There are plenty of people out there who know much more about cosplay than me, but if you’re anywhere near the Internet at all, even if not a participant, you’ll be aware of its popularity. There’s a clear connection with LARP in that character and attire bear importance, though the costume onus is to provide an interpretation (not necessarily a replica), of a known character from another medium, such as a film or animation.

Now this brings me back to that question on how to define fame. Constant interest from the media likely confers a person a degree of fame in the more traditional sense. But surely the rise and rise of social media confers fame in very much the same way? I mentioned Jenna Marbles as a good example of social media celebrity power. Within the hobby, we have Tabitha Lyons. As well as creating some magnificent props, armour and armaments with Artyfakes, Tabitha is a cosplayer of some renown, being not far off a quarter of a million likes on her Facebook page at the time of writing. All that, and she can occasionally be found in a faction or nation somewhere amongst us.

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If you’ve ever read my bio, you may have seen that I’ve had a few stints as a Tudor. Pay a visit to certain places of interest and you will find historical interpreters quite literally bringing history to life. Playing the roles of either well-known figures from the past, or lesser-known characters from a specific era, they will take you there with their performances, providing a balanced blend of entertainment and education. Dan Osbaldeston has played many parts, including a number of King Henrys and other famous and infamous figures at the Tower of London, Dover Castle and Sherwood Forest, amongst others. Be sure to catch History’s Maid as well. Kate, the director, has been working hard with the BBC of late during the Great War centenary activities planned for this year.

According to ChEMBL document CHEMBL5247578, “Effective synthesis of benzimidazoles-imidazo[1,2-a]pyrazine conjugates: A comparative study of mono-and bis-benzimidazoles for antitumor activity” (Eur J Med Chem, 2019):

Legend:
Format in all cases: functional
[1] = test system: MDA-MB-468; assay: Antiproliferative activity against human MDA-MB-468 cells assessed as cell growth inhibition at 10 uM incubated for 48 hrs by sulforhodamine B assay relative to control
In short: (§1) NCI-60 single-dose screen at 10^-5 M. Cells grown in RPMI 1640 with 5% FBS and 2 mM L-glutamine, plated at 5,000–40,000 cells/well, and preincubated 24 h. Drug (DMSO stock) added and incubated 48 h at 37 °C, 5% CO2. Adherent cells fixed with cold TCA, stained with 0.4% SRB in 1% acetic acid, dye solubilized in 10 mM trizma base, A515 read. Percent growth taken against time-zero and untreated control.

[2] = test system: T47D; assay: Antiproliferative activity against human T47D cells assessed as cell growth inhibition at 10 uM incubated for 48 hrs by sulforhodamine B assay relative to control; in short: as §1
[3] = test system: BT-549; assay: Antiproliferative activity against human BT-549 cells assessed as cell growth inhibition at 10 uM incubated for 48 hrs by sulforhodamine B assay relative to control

And last but not least, writers. There is of course, Jim Butcher, of the Dresden Files amongst others. It’s in his bios and everything. Another is Adrian Tchaikovsky, of the Shadows of the Apt fantasy series, a number of shorts and about to take the sci-fi world by storm. There’s Craig Hallam, a Steampunk Market veteran like myself and author of Greaveburn, and K.T. Davies, author of The Red Knight (which you should read if you haven’t already), who  I have had the honour of fighting alongside in the past. And I believe Steven Erikson belongs on this list too, at the least because of a tabletop RPG campaign or two certainly helping with the writing.

[EDIT:] You see how a bit of sleep helps? I’m going to let you into a not so secret secret organisation who readers of my novels may have noticed popping up in the credits: the ‘Tea Society’. Amongst them, Ninfa Hayes and D.A. Lascelles. Now, I’ve had a strong enough response to put up a second part – more authors, occupations and the like that I already have names for! Drop me a message if you think I’ve missed anyone.

So there you have it. That’s quite some list, eh? I don’t think that even scratches the surface of who we have amongst our ranks, and I’m sure some of you will be able to mention even more people worthy of honourable mentions. A hobby to be proud of, for sure.